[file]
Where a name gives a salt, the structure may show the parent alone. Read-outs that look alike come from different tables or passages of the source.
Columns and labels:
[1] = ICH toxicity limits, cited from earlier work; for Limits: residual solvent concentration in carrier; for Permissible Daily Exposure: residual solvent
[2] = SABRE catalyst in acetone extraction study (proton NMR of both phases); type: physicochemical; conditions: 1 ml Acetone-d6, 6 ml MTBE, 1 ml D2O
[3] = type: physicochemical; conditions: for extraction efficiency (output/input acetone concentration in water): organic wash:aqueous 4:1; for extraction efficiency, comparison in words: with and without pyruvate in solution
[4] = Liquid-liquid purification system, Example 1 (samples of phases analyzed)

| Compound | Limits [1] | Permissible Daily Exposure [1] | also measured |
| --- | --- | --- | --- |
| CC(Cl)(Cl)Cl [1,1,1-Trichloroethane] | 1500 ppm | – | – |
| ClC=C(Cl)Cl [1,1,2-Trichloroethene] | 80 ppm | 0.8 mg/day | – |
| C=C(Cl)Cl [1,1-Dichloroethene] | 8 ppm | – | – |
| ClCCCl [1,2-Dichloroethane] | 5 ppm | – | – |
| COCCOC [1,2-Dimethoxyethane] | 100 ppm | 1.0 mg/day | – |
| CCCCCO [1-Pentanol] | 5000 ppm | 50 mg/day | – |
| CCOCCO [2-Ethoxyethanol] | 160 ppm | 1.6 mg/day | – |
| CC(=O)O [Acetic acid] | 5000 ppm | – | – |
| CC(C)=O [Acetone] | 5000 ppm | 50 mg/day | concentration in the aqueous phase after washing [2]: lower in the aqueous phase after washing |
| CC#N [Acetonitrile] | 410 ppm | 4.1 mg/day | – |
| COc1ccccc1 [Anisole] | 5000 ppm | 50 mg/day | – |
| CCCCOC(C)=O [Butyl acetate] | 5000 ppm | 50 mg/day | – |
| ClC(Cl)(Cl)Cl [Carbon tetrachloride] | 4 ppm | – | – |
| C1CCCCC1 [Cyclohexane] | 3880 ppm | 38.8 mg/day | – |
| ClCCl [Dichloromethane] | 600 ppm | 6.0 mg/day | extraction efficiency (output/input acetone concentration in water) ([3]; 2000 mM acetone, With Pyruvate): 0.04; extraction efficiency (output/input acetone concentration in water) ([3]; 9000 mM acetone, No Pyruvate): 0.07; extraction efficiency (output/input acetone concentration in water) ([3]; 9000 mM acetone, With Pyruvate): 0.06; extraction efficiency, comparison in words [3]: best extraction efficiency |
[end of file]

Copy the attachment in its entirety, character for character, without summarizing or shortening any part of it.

Where a name gives a salt, the structure may show the parent alone. Read-outs that look alike come from different tables or passages of the source.
Columns and labels:
[1] = ICH toxicity limits, cited from earlier work; for Limits: residual solvent concentration in carrier; for Permissible Daily Exposure: residual solvent
[2] = SABRE catalyst in acetone extraction study (proton NMR of both phases); type: physicochemical; conditions: 1 ml Acetone-d6, 6 ml MTBE, 1 ml D2O
[3] = type: physicochemical; conditions: for extraction efficiency (output/input acetone concentration in water): organic wash:aqueous 4:1; for extraction efficiency, comparison in words: with and without pyruvate in solution
[4] = Liquid-liquid purification system, Example 1 (samples of phases analyzed)

| Compound | Limits [1] | Permissible Daily Exposure [1] | also measured |
| --- | --- | --- | --- |
| CC(Cl)(Cl)Cl [1,1,1-Trichloroethane] | 1500 ppm | – | – |
| ClC=C(Cl)Cl [1,1,2-Trichloroethene] | 80 ppm | 0.8 mg/day | – |
| C=C(Cl)Cl [1,1-Dichloroethene] | 8 ppm | – | – |
| ClCCCl [1,2-Dichloroethane] | 5 ppm | – | – |
| COCCOC [1,2-Dimethoxyethane] | 100 ppm | 1.0 mg/day | – |
| CCCCCO [1-Pentanol] | 5000 ppm | 50 mg/day | – |
| CCOCCO [2-Ethoxyethanol] | 160 ppm | 1.6 mg/day | – |
| CC(=O)O [Acetic acid] | 5000 ppm | – | – |
| CC(C)=O [Acetone] | 5000 ppm | 50 mg/day | concentration in the aqueous phase after washing [2]: lower in the aqueous phase after washing |
| CC#N [Acetonitrile] | 410 ppm | 4.1 mg/day | – |
| COc1ccccc1 [Anisole] | 5000 ppm | 50 mg/day | – |
| CCCCOC(C)=O [Butyl acetate] | 5000 ppm | 50 mg/day | – |
| ClC(Cl)(Cl)Cl [Carbon tetrachloride] | 4 ppm | – | – |
| C1CCCCC1 [Cyclohexane] | 3880 ppm | 38.8 mg/day | – |
| ClCCl [Dichloromethane] | 600 ppm | 6.0 mg/day | extraction efficiency (output/input acetone concentration in water) ([3]; 2000 mM acetone, With Pyruvate): 0.04; extraction efficiency (output/input acetone concentration in water) ([3]; 9000 mM acetone, No Pyruvate): 0.07; extraction efficiency (output/input acetone concentration in water) ([3]; 9000 mM acetone, With Pyruvate): 0.06; extraction efficiency, comparison in words [3]: best extraction efficiency |